An early maturing selection of Pink Lady (cultivar Cripps Pink) is available from Brandt’s Fruit Trees in Yakima, Washington.
The selection matures up to three weeks earlier than the standard Pink Lady. Another distinction is that while standard Cripps Pink sometimes needs to be stored for a time to balance the sugar and acid levels, early Pink Lady is ready to market at harvest. However, it has the same flavor, texture, and distinctive pink color as the original, Lynnell Brandt, president of the nursery, said in a press release.
The earlier harvest date is important to growers, as Pink Lady is one of the latest-maturing apples grown in the state and is usually harvested in late October or November. In 2002 and 2005, some Pink Lady apples were not harvested because of late-October freezes. The new selection might help expand the areas where the variety can be grown successfully, Brandt said. In addition, earlier availability of fruit should help expand the marketing window for Pink Lady.
Mating disruption mist
Isomate CM Mist emits precise amounts of pheromone throughout the season for codling moth mating disruption, and helps reduce labor costs. It takes about three minutes per acre to apply the mist dispenser versus one to one-and-a- half hours per acre for hand-applied dispensers.
For more information, go to www.pacificbiocontrol.com or e-mail Glenn Thayer at email@example.com.
Shur Farms Frost Protection has launched its Hot Spotter, a new concept in managing cold air accumulation that allows growers to use frost protection in small areas. The equipment, a small version of the company’s Cold Air Drain, can be transported to a cold spot on the farm, plugged in, and turned on.
The Cold Air Drain is a device that thrusts cold air upwards to a height of almost 300 feet. As the coldest air goes up, it mixes with warmer, lighter air from above, according to the company. This helps lift the cold air higher until it is dispersed into the upper inversion layer and will not fall back down. The aim is to raise the temperature in lower-elevation frost-prone areas to a similar level as the higher-elevation frost-free areas.
The Cold Air Drain comes in several sizes to cover areas of up to 12-16 acres. For more information, go to www.shurfarms.com.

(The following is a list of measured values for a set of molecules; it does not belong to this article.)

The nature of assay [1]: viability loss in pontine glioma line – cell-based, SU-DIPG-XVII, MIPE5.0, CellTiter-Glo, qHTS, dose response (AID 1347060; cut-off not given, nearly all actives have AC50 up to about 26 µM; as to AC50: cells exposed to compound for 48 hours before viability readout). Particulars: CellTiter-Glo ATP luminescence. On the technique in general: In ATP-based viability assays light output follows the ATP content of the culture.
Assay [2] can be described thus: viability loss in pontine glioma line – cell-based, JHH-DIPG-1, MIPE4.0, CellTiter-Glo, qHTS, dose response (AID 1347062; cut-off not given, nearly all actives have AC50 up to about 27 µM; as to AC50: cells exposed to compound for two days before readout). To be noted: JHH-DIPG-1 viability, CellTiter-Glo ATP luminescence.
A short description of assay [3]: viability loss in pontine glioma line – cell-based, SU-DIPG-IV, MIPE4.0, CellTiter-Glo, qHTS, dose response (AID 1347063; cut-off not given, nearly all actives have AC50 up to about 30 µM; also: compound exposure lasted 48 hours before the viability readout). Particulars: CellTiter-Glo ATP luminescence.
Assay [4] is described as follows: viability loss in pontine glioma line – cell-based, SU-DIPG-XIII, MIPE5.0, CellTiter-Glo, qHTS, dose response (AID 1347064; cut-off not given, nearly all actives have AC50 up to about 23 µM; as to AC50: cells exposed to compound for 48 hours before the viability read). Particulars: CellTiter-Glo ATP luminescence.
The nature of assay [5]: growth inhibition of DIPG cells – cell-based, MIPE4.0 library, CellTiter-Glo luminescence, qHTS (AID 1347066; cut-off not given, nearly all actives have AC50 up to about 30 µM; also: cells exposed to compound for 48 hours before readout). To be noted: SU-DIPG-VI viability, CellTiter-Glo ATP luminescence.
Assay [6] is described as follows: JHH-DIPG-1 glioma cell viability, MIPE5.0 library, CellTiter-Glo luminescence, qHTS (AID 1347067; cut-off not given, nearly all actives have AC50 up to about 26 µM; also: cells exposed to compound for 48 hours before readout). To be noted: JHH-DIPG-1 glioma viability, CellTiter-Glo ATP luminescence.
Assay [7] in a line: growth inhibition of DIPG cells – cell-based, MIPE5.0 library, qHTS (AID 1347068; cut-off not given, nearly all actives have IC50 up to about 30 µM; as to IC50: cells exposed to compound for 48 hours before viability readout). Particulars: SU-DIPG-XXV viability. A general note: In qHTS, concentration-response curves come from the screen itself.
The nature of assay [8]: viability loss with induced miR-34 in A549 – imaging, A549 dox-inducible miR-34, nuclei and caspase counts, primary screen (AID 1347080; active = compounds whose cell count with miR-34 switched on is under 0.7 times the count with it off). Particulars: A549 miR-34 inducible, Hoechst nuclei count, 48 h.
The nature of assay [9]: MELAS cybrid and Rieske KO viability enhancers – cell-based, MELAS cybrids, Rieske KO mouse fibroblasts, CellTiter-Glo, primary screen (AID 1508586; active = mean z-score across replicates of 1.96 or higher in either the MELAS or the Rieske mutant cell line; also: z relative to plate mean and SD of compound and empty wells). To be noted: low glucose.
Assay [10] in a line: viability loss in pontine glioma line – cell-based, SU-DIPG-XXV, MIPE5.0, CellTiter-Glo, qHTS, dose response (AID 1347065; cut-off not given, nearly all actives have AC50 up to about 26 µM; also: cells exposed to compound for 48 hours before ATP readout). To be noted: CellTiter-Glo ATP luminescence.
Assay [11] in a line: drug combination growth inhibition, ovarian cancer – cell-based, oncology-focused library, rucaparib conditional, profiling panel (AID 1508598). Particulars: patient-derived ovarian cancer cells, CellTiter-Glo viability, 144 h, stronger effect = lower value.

The new herbicide Alion from Bayer CropScience is designed to provide long-lasting preemergent control of grass and broadleaf weeds in a number of crops including grapes and tree fruits. The active ingredient, indaziflam, is a cellulose biosynthesis inhibitor. The product can be applied up to 14 days before harvest. For more information, go to www.bayercropscience.us.
Keeping records made simple
ApRecs is a recordkeeping system designed to help growers track spray applications, applicators, equipment, locations, and other information relating to food safety practices in a simple and secure manner.
Growers can provide data online, via mobile apps, or even paper forms, which ApRecs converts to electronic files. Packers can access the information so they can be assured of a compliant product, though growers control who sees what information and when.
Drew Zabocki, director of Centricity, LLC, which supplies the software, said ApRecs is designed to make recordkeeping simple, no matter how complex the food safety requirements have become.
For more information, go to http://aprecs.com or call (888) 778-9994.
Bin carriers aim to reduce costs
Transtak Engineering and Equipment, based in Motueka, New Zealand, has developed a range of bin carriers for orchardists.
The carriers are available in three- and six-bin models to move picked fruit in bins from the orchard into the packing house or storage.
The Transtak 1500L low-lift carrier will carry three full bins and can be either towed or pushed by a tractor. The Transtak 2000 will lift, carry, and stack three full bins and six to nine empty bins and is designed to be mounted only to the front of a tractor. The Transtak 3500 carrier will load, carry, and stack six full bins of fruit and has tilt control of the forks.
These carriers are designed to reduce bin-handling costs by allowing growers with larger orchards to carry a larger number of bins at a time.